2. The Gertrude Tuckwell Papers, especially catalogue no. 701, a valuable collection of press cuttings that includes many items relating to Madeleine’s trade union work in the years 1918-1920. The cuttings sometimes confirm and often supplement information in the WTUL minute books. They document not only Madeleine’s efforts on behalf of poorly paid or unemployed women workers, but also her participation in delegations and conferences and her concern about the situation in Europe after WW1.

3. The Mary Macarthur Holiday Trust Archive, specifically Minute Books 001 and 003 and Folder 006. Very soon after Macarthur’s death, her close colleagues decided that the most appropriate way to honour her memory was to establish a holiday home for working women. Its patroness was Queen Mary, who had long taken an active interest in the problems of the poor and in women’s employment. Madeleine was a member of the Committee of Management and assistant honorary secretary. She left the Committee in 1928, but returned in 1934 and thereafter was closely involved in its work for most of the rest of her life, from December 1949 as chairman.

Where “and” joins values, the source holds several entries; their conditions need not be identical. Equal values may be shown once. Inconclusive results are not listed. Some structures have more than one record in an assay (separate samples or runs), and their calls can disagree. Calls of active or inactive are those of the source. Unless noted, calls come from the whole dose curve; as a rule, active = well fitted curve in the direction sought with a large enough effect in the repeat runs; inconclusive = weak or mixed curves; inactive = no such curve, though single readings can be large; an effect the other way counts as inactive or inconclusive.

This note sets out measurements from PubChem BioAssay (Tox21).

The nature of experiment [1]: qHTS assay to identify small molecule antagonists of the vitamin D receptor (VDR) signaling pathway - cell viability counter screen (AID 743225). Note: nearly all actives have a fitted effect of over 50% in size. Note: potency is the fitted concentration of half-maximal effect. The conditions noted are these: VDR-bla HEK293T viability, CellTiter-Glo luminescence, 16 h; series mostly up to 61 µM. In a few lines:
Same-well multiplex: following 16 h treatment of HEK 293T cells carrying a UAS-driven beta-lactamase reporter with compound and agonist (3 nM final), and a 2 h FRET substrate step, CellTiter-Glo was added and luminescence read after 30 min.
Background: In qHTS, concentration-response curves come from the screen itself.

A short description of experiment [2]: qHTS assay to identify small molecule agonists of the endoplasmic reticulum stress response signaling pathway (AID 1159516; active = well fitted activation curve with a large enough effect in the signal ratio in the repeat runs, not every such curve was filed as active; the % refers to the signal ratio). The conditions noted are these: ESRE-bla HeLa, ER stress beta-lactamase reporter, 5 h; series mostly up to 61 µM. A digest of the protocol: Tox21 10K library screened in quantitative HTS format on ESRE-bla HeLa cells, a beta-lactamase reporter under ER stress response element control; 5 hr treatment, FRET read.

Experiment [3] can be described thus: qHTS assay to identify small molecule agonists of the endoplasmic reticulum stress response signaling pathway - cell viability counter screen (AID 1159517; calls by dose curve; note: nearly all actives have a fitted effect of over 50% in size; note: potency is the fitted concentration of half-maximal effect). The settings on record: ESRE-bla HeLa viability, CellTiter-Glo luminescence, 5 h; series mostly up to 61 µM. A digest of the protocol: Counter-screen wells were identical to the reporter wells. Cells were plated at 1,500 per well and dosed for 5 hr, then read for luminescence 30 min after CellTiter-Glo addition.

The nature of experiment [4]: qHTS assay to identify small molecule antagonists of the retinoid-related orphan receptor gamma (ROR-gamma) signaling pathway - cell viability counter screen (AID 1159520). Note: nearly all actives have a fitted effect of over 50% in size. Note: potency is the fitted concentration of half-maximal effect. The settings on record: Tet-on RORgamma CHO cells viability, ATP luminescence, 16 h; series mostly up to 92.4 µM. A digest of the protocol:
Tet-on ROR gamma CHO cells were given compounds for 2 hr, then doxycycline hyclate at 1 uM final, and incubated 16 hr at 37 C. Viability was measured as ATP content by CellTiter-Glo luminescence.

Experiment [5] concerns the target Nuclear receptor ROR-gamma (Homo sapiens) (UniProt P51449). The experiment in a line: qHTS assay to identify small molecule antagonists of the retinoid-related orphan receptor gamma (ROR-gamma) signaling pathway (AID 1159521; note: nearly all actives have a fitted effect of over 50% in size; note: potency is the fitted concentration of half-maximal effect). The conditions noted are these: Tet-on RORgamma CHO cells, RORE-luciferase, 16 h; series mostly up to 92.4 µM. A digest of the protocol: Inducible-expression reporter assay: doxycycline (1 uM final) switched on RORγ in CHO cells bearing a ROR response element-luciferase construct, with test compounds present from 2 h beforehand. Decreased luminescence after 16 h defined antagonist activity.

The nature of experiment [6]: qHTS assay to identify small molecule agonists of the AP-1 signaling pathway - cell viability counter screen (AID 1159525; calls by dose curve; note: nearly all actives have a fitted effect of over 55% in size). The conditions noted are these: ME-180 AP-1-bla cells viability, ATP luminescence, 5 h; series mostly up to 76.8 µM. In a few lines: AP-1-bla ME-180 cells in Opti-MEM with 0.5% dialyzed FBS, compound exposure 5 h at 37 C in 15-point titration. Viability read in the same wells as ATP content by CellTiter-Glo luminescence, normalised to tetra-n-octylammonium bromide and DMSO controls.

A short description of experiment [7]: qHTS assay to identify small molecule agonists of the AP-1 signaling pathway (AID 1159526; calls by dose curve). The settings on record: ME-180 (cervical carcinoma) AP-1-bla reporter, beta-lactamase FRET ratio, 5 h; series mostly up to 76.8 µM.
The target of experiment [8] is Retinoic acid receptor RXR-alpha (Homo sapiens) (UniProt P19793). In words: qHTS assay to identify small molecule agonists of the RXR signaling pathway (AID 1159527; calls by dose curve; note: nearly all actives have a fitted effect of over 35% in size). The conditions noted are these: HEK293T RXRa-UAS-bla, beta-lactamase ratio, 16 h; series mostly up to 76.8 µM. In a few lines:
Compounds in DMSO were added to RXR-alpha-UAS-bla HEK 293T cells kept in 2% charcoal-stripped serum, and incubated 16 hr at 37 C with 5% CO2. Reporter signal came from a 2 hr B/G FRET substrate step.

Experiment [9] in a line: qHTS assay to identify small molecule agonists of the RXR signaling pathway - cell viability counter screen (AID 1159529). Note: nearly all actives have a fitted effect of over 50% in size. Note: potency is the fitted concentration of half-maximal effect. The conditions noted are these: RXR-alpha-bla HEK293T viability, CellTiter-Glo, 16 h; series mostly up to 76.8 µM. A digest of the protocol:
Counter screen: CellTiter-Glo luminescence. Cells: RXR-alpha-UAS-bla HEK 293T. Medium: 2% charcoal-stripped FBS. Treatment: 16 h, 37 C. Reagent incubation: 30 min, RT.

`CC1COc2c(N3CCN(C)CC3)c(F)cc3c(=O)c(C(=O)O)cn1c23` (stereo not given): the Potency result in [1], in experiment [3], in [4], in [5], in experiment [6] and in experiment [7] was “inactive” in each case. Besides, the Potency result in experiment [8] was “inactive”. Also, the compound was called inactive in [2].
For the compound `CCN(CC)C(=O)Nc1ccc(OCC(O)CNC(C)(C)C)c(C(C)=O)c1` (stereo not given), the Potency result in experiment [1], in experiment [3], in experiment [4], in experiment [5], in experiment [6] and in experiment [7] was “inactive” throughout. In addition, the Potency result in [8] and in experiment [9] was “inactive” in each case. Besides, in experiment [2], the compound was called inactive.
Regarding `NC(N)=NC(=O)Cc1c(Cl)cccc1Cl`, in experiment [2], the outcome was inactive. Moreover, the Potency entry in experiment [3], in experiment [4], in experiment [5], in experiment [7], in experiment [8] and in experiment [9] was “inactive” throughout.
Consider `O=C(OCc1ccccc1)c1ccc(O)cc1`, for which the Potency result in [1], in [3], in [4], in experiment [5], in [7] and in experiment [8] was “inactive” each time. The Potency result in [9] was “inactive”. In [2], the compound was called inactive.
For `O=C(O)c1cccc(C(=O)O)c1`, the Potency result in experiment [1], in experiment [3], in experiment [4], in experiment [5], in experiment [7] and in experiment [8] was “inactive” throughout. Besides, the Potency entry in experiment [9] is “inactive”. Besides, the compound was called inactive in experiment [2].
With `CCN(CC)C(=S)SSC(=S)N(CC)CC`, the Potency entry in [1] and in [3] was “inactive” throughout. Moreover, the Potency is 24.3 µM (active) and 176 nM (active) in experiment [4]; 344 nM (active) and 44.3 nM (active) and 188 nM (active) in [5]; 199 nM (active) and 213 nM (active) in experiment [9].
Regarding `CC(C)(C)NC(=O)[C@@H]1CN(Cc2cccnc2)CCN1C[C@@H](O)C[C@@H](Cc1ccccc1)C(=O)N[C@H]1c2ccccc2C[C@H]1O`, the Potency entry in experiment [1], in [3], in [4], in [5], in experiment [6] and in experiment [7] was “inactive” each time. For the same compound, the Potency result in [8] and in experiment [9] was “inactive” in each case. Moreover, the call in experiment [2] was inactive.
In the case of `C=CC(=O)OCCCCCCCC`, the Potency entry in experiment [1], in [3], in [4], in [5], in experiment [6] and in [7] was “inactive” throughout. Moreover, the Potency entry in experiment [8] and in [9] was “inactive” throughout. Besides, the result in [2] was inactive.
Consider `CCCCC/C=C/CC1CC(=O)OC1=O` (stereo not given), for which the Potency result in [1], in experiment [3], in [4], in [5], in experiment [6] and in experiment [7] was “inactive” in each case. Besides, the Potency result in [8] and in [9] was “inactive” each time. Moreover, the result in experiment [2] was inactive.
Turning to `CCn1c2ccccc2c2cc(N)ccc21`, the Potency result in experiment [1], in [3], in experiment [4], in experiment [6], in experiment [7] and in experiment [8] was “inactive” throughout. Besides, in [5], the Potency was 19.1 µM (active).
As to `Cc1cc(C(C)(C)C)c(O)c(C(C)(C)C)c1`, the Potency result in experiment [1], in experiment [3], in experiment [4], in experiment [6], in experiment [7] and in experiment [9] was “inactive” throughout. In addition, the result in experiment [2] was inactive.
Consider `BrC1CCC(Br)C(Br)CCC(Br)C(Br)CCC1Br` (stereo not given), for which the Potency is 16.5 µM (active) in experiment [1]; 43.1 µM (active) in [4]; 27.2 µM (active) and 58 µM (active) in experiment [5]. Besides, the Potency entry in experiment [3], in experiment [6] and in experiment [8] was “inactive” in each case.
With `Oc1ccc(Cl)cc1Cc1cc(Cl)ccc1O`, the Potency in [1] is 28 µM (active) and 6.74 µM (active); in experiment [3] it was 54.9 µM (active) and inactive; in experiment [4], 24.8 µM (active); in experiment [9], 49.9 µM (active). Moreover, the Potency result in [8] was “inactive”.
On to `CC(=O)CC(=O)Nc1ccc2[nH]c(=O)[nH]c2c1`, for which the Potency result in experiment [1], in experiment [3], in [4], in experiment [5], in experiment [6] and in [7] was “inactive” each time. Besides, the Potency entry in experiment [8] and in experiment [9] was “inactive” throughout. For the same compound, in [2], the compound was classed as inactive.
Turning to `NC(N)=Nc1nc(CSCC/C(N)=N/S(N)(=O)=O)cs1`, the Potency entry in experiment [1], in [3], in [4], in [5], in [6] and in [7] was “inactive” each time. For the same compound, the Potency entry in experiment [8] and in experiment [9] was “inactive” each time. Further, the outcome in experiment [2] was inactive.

The contributions Madeleine made to the women’s trade union movement during and after WW1 and to the promotion of social justice and penal reform throughtout her adult life were significant and admirable, but until now have been largely overlooked. The material about her in the TUC Library Collections much helped in the writing of the first biography of her, published sixty years after her death.

Remembering Chris Braithwaite

Chris Braithwaite

Permission for cover provided by the author.

Historian and guest blogger Christian Høgsbjerg writes about Chris Braithwaite, who is the subject of a new exhibition ‘A Necessary Fiction’ at the Ideas Store.